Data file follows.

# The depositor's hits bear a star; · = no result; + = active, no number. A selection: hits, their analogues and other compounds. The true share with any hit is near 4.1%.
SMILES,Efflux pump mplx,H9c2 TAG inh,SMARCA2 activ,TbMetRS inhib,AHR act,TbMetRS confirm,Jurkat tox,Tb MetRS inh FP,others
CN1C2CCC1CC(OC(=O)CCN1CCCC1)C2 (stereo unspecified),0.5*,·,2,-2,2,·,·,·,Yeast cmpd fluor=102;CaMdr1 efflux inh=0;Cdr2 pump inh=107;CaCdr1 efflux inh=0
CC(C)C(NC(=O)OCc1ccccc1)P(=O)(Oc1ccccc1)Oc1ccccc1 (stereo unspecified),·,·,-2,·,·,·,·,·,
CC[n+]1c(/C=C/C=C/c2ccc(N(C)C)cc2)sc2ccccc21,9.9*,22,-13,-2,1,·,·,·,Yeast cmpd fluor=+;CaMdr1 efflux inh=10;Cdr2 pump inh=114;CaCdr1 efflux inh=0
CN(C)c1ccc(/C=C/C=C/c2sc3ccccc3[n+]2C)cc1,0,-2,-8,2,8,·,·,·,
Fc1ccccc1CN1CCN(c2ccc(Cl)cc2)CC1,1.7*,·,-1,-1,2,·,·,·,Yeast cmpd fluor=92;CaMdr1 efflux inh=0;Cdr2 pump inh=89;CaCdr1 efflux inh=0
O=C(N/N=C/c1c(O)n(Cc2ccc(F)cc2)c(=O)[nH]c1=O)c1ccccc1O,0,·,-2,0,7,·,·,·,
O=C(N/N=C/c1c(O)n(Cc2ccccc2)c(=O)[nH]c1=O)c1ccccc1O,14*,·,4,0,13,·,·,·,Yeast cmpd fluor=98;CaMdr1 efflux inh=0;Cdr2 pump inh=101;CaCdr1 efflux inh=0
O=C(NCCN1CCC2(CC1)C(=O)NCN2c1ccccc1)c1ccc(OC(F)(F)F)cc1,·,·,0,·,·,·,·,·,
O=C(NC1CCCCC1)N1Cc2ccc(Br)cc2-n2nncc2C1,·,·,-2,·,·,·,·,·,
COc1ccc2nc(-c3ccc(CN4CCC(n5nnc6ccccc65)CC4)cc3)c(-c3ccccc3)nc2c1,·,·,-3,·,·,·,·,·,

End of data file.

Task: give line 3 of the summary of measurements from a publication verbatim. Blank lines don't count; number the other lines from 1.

CN1C2CCC1CC(OC(=O)CCN1CCCC1)C2 (stereo unspecified),0.5*,·,2,-2,2,·,·,·,Yeast cmpd fluor=102;CaMdr1 efflux inh=0;Cdr2 pump inh=107;CaCdr1 efflux inh=0